Land lease

If you’re buying an apartment from a house that is built on a rented lot, you should check if the rental period is running out anytime soon. Old rental agreements may be exceptionally cheap compared to the current market level, and when they eventually expire there might be a significant jump in the monthly land lease (included in the maintenance fee).

Housing company fees and finances

Make sure to check what the maintenance fee of the housing company is so that you are aware of the monthly fee that you must pay each month to the company. Also dive deeper into the company finances to understand more about the financial situation. A higher than average maintenance fee might signal that the house is not in a good shape as it requires constant repairs, whereas, a lower than average maintenance fee might signal that the company has some additional revenue sources (rental income) that offset some of the costs.

Urban development

How is the neighbourhood developing overall? Are there major investments in nearby infrastructure? Investment in the surrounding urban area send a positive message about the neighbourhood, and has been shown to have a positive impact on residential housing prices.

Taxes and fees

When purchasing an apartment in Finland you must pay a transaction tax (“varainsiirtovero”) that amounts to 2% of the apartments “Free-of-debt” price. First time buyers are exempt from this tax, but are still required to report the purchase to the tax authorities.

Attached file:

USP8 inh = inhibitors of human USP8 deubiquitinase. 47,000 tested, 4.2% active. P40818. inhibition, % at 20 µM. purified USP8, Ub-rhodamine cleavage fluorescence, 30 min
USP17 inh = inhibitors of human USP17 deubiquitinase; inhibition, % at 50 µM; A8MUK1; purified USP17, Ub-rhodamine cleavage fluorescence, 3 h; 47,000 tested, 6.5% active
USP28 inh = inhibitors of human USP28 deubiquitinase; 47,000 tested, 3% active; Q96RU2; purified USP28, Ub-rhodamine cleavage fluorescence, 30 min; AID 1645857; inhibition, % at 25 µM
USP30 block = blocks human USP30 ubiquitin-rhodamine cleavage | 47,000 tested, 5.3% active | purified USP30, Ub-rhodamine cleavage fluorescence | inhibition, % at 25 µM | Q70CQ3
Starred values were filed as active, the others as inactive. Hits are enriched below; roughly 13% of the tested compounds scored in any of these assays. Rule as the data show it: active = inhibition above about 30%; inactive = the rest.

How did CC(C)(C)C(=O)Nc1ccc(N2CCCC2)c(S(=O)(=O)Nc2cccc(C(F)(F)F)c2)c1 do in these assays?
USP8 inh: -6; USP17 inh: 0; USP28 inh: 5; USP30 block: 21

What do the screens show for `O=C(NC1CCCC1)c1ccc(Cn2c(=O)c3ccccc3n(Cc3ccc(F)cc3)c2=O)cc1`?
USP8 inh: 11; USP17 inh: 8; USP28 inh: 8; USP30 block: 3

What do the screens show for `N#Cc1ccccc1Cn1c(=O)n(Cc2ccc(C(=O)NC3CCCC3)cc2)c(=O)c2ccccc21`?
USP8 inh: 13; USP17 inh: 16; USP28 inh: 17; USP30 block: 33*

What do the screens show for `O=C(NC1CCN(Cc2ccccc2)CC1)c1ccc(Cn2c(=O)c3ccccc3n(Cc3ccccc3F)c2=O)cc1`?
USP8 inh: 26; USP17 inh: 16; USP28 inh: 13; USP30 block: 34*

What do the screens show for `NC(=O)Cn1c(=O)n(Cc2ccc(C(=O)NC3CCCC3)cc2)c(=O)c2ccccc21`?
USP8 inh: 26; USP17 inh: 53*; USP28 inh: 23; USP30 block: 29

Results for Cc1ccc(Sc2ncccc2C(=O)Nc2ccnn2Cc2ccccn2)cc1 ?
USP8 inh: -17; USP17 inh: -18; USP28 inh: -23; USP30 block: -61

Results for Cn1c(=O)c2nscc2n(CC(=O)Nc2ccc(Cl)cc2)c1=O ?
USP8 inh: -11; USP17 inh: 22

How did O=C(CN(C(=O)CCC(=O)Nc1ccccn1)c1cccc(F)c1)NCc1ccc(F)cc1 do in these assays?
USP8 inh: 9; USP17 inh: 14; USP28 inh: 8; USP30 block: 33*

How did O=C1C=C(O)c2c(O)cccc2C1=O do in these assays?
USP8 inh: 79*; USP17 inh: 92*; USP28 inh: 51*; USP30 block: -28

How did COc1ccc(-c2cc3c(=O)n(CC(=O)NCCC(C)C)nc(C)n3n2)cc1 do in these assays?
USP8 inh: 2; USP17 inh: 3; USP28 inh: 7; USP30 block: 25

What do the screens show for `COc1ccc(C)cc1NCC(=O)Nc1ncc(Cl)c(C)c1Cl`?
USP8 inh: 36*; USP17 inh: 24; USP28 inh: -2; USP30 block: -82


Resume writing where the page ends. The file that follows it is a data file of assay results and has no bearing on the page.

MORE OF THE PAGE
If you buy the apartment directly from the owner, you have 2 months to file and pay the transaction tax. If you buy the apartment through a real estate agent, the real estate agent will make sure you pay this tax immediately after signing the bill of sales. If buying directly from the owner, you carry the responsibility of doing this yourself.

You can find more information about the transaction tax at the tax offices website: https://www.vero.fi/en-US/Individuals/Buying_a_home

Registering as a shareholder

Make sure to inform the housing company that you have purchased shares in the company so they can update the owner registry or “osakasluettelo”. You can do this by submitting a copy of the share document (asunto-osake), the bill of sales (kauppakirja), and a copy of the tax receipts to the housing manager (isännöitsijä). If you buy the apartment through a real estate agent, the real estate agent will make sure you are added into the owner registry.

Sellers liability

If you find old or hidden faults in the apartment that you weren’t aware of at the time of purchase, the seller might be responsible for compensating you for these faults. If you find such faults, you should inform the seller as soon as possible and specify the fault. The period during which the seller has liability over such factors ends after 2 years.

Make sure to also check our blog post about what you should know when owning or selling an apartment in Finland.